Then there are the differences in the scans, in the first one you can see a hand and foot, but at this stage we didn’t know the sex of the baby. This was confirmed at our 20 week scan, where you can make out hair, nose, mouth and if the baby has a male part or female.

You then start to feel movement, you can have further symptoms of sickness and indigestion. I kept getting acid re-flux a lot, cramp at the back of my leg, which was excruciating, and would often wake me up in agony.

Sorry to scare monger but it is true.

twin-belly-transition-12-to-32-weeks-21570692

Image from: http://www.twin-pregnancy-and-beyond.com/twin-belly-transition-12-to-32-weeks.html

Then as soon as they enter into the world, they continue to change. It is surprising how quickly they develop, smiling, making noises, reacting to sound, images on the TV, recognizing the things they like and don’t.

Then they go from just having milk to then solids, then proper food, and less milk. They can suddenly roll over, sit up, stand, walk and then start to talk.

Now my son is going to nursery, and last week we altered his cot into a toddler bed.

IMG_0468.JPG

The picture is of my son Henry, who just woke up from his nap today in this photo so looking a bit grumpy, as I was writing this blog. This was taken whilst he was in his cot which we have taken one of the sides off from, to then put the Bed Rail  up you see in the photo, from Argos priced at £19.99. This turns it into a Toddler bed.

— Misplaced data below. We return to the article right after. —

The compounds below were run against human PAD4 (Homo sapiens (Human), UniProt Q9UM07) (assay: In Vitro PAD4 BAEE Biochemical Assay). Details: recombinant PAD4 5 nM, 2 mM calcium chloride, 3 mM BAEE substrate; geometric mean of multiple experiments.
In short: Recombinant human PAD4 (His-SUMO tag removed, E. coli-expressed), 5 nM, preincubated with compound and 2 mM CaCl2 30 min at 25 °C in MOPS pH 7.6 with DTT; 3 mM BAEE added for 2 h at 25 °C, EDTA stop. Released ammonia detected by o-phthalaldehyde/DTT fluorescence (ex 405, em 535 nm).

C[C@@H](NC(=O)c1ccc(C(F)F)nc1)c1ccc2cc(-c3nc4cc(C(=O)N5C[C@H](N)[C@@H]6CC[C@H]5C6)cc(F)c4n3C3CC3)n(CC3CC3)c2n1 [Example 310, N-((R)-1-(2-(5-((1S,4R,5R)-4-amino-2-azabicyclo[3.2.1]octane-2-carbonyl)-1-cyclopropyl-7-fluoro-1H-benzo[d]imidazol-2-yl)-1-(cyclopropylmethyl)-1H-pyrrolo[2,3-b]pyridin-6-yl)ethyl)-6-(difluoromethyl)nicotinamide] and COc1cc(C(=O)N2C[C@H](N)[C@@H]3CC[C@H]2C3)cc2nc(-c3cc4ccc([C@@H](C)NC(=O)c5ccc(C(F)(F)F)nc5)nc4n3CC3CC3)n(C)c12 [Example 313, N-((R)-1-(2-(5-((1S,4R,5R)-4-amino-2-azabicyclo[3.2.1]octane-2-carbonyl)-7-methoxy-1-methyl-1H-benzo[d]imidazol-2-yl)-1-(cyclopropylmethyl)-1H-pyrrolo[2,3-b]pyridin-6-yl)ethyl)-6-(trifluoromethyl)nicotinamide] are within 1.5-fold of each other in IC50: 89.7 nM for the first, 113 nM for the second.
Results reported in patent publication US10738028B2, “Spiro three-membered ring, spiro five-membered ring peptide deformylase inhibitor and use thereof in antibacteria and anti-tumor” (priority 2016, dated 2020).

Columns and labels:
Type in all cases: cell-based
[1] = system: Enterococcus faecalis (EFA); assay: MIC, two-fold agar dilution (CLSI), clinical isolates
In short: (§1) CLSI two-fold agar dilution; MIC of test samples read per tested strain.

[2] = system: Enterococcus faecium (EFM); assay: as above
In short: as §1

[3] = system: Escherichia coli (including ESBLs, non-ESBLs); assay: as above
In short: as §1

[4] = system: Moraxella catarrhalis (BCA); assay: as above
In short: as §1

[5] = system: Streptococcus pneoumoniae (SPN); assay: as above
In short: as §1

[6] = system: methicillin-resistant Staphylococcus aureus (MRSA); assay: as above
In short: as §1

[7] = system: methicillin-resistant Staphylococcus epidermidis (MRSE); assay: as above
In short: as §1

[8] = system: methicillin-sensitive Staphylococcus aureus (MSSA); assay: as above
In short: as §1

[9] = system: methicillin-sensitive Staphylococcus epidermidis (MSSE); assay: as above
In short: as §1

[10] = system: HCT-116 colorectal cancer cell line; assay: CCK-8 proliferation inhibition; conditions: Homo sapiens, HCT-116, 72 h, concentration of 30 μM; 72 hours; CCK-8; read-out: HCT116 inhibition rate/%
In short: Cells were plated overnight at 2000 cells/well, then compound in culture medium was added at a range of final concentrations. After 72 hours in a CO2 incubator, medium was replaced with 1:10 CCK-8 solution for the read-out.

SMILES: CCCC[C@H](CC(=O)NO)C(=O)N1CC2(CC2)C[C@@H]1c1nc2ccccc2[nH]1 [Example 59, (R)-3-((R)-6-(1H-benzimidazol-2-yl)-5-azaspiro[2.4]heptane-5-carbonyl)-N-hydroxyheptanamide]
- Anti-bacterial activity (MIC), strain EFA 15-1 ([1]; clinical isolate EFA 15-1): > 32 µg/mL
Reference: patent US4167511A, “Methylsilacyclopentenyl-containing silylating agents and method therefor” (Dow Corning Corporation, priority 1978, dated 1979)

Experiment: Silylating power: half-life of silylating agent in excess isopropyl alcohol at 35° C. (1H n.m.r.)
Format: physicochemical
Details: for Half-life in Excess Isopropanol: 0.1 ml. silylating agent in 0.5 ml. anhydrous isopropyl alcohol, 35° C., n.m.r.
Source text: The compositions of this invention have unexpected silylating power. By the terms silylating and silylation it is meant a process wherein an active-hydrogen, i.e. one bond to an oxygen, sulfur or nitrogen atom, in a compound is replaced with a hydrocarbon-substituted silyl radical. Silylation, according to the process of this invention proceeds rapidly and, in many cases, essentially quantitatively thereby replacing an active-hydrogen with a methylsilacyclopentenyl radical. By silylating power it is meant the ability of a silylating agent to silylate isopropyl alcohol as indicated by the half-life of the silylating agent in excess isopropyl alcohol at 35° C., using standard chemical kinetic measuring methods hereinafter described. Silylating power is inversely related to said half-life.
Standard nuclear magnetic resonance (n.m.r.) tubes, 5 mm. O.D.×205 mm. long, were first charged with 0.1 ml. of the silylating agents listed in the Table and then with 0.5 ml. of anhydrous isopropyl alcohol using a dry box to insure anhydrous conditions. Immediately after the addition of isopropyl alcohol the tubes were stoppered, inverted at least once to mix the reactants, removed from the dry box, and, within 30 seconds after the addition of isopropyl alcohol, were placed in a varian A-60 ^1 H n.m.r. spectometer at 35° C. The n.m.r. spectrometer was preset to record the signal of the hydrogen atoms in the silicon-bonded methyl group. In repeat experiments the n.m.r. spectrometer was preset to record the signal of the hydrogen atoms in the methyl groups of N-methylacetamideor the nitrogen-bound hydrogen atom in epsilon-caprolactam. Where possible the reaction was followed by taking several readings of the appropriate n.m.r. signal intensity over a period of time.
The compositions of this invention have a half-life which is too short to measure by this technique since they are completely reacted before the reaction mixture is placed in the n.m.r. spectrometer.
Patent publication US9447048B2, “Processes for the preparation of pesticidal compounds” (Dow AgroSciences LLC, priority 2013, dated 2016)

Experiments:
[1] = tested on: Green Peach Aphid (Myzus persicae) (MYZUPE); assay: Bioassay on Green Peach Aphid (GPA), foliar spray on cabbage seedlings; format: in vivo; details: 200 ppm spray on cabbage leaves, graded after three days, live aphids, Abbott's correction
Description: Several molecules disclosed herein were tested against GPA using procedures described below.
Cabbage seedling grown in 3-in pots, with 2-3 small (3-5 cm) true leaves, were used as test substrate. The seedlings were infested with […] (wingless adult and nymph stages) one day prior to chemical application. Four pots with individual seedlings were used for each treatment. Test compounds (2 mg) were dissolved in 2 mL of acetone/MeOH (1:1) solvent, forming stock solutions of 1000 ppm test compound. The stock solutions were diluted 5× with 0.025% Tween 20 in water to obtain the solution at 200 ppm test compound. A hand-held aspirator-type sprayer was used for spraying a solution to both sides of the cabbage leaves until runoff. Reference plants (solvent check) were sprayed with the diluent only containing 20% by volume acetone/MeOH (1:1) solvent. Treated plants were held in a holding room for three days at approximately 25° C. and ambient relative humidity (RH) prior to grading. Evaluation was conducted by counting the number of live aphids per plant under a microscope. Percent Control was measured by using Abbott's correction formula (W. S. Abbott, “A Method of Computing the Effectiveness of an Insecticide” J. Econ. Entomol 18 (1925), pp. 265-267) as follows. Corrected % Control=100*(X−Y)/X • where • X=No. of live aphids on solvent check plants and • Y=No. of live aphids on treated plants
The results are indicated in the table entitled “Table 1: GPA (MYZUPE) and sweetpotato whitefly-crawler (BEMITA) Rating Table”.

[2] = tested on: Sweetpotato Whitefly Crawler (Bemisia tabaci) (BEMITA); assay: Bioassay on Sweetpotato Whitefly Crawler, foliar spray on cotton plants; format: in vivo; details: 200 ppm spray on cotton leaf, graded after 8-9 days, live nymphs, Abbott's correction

Tip 2# I would recommend one of these cots, where you can change it into a toddler bed, as they are really a great money saver

We also bought him a new mattress too, as the other one was becoming worn and he had, had that since he first slept in his cot. Mattress from Argos, priced at £99.99.

The first night we changed the bed, I knew it would take him some time to get used to. My husband and I, just knew that Henry had outgrown his cot as it was and so it was time to change it.

He appeared to settle well at his bedtime, which is usually between 6:30 to 7pm, and got straight into bed. We had put a new gate on to his door aswell. So he couldn’t wonder around the house at night. The Gates were also from Argos at £19.99. We bought two, one for Henry’s room and one for the other entrance into our kitchen.

Putting up the Bed rail was not easy. It took a bit of time to figure out, and so my hubby put it up for me in the end.

Tip 3# If you can have someone help you with putting the bed rail up then do so. I still adamant that as parents we do need more than two hands from time to time.

As luck would have it, as soon as I got into bed, my son woke up, and kept getting up.

So settled him back down, checked his nappy, the temperature of his room, if he was thirsty and also he can have a blocked nose, so I spray his nose with  Calpol Nose spray, then settled him down.

It took a while, but eventually he did settle. I sat with him for a bit whilst he drifted off.